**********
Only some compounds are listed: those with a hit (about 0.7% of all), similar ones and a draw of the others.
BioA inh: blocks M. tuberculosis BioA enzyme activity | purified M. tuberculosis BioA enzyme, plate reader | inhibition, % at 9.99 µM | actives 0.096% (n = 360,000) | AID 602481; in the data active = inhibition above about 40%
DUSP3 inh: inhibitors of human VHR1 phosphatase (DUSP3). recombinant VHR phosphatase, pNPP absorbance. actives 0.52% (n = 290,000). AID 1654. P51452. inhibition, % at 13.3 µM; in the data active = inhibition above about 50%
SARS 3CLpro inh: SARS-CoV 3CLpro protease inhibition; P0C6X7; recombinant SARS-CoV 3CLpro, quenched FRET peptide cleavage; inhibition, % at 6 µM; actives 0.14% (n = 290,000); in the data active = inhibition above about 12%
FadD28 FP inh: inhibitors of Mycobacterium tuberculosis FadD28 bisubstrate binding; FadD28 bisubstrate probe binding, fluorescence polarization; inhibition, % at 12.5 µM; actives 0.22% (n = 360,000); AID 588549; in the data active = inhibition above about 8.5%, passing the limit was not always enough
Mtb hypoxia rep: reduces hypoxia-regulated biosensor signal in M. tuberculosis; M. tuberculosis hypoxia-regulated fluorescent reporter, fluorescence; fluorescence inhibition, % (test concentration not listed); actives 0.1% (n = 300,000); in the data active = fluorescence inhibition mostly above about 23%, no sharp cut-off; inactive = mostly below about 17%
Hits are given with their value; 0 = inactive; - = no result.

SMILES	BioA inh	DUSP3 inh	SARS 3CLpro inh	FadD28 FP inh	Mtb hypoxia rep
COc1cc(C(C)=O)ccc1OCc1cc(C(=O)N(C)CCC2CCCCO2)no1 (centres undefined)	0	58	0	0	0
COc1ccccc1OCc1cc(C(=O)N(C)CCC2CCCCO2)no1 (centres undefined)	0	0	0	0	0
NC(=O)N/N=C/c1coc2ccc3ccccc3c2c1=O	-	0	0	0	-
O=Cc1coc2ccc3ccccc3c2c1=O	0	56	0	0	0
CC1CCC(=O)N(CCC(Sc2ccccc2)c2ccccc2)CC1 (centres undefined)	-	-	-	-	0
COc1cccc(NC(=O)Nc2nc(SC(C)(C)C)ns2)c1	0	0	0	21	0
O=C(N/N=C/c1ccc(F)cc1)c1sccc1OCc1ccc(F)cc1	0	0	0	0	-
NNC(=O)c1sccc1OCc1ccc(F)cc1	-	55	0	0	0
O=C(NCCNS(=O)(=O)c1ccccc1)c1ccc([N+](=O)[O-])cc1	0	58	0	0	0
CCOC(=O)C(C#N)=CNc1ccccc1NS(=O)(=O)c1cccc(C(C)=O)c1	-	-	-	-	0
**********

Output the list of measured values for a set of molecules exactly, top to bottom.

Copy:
Only some compounds are listed: those with a hit (about 0.7% of all), similar ones and a draw of the others.
BioA inh: blocks M. tuberculosis BioA enzyme activity | purified M. tuberculosis BioA enzyme, plate reader | inhibition, % at 9.99 µM | actives 0.096% (n = 360,000) | AID 602481; in the data active = inhibition above about 40%
DUSP3 inh: inhibitors of human VHR1 phosphatase (DUSP3). recombinant VHR phosphatase, pNPP absorbance. actives 0.52% (n = 290,000). AID 1654. P51452. inhibition, % at 13.3 µM; in the data active = inhibition above about 50%
SARS 3CLpro inh: SARS-CoV 3CLpro protease inhibition; P0C6X7; recombinant SARS-CoV 3CLpro, quenched FRET peptide cleavage; inhibition, % at 6 µM; actives 0.14% (n = 290,000); in the data active = inhibition above about 12%
FadD28 FP inh: inhibitors of Mycobacterium tuberculosis FadD28 bisubstrate binding; FadD28 bisubstrate probe binding, fluorescence polarization; inhibition, % at 12.5 µM; actives 0.22% (n = 360,000); AID 588549; in the data active = inhibition above about 8.5%, passing the limit was not always enough
Mtb hypoxia rep: reduces hypoxia-regulated biosensor signal in M. tuberculosis; M. tuberculosis hypoxia-regulated fluorescent reporter, fluorescence; fluorescence inhibition, % (test concentration not listed); actives 0.1% (n = 300,000); in the data active = fluorescence inhibition mostly above about 23%, no sharp cut-off; inactive = mostly below about 17%
Hits are given with their value; 0 = inactive; - = no result.

SMILES	BioA inh	DUSP3 inh	SARS 3CLpro inh	FadD28 FP inh	Mtb hypoxia rep
COc1cc(C(C)=O)ccc1OCc1cc(C(=O)N(C)CCC2CCCCO2)no1 (centres undefined)	0	58	0	0	0
COc1ccccc1OCc1cc(C(=O)N(C)CCC2CCCCO2)no1 (centres undefined)	0	0	0	0	0
NC(=O)N/N=C/c1coc2ccc3ccccc3c2c1=O	-	0	0	0	-
O=Cc1coc2ccc3ccccc3c2c1=O	0	56	0	0	0
CC1CCC(=O)N(CCC(Sc2ccccc2)c2ccccc2)CC1 (centres undefined)	-	-	-	-	0
COc1cccc(NC(=O)Nc2nc(SC(C)(C)C)ns2)c1	0	0	0	21	0
O=C(N/N=C/c1ccc(F)cc1)c1sccc1OCc1ccc(F)cc1	0	0	0	0	-
NNC(=O)c1sccc1OCc1ccc(F)cc1	-	55	0	0	0
O=C(NCCNS(=O)(=O)c1ccccc1)c1ccc([N+](=O)[O-])cc1	0	58	0	0	0
CCOC(=O)C(C#N)=CNc1ccccc1NS(=O)(=O)c1cccc(C(C)=O)c1	-	-	-	-	0